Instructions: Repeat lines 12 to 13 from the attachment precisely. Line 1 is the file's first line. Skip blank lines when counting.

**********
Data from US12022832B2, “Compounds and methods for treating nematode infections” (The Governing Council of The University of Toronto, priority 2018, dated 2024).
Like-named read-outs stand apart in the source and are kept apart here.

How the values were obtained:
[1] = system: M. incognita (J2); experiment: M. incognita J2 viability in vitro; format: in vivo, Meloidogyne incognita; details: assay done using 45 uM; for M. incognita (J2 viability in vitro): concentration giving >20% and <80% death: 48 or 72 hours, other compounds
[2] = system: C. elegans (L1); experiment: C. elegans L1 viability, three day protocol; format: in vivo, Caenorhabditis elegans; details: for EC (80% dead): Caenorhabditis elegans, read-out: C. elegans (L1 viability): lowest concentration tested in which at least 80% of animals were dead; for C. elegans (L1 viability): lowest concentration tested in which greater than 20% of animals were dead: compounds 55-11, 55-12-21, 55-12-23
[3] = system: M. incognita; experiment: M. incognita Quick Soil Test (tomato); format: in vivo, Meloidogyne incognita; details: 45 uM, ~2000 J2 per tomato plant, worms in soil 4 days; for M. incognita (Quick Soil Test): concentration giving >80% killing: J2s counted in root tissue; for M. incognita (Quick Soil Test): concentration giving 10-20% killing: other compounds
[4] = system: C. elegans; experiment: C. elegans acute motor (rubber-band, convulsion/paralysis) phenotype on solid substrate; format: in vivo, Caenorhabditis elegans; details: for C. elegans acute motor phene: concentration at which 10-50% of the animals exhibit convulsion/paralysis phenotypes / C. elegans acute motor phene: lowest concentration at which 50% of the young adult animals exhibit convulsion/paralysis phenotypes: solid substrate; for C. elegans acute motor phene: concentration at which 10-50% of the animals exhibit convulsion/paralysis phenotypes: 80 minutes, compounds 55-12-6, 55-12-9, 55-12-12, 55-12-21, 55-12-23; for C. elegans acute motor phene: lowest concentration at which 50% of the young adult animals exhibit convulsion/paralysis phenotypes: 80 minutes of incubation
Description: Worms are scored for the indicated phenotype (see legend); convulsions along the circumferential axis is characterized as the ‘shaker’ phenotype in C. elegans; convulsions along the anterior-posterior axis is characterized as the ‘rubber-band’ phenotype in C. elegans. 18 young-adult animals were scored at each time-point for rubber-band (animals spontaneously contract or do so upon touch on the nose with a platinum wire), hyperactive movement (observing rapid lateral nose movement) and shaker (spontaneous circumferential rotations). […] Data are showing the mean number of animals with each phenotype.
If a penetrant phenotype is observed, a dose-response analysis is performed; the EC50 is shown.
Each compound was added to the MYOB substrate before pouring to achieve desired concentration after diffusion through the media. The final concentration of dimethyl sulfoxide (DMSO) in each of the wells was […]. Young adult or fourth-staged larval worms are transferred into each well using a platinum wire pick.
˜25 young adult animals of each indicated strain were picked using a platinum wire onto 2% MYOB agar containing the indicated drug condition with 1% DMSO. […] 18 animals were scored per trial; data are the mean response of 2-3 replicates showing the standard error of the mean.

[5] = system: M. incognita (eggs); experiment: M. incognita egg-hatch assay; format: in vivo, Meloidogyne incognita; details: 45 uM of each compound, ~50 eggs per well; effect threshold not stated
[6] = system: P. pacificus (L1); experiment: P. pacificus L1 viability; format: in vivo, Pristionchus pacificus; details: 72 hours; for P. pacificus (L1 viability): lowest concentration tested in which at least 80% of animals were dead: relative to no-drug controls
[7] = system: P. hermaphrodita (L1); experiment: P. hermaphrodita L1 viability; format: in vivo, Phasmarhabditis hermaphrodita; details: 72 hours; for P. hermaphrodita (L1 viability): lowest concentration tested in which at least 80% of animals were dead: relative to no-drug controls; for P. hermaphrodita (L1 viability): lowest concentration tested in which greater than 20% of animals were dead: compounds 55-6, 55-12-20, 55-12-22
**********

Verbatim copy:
[5] = system: M. incognita (eggs); experiment: M. incognita egg-hatch assay; format: in vivo, Meloidogyne incognita; details: 45 uM of each compound, ~50 eggs per well; effect threshold not stated
[6] = system: P. pacificus (L1); experiment: P. pacificus L1 viability; format: in vivo, Pristionchus pacificus; details: 72 hours; for P. pacificus (L1 viability): lowest concentration tested in which at least 80% of animals were dead: relative to no-drug controls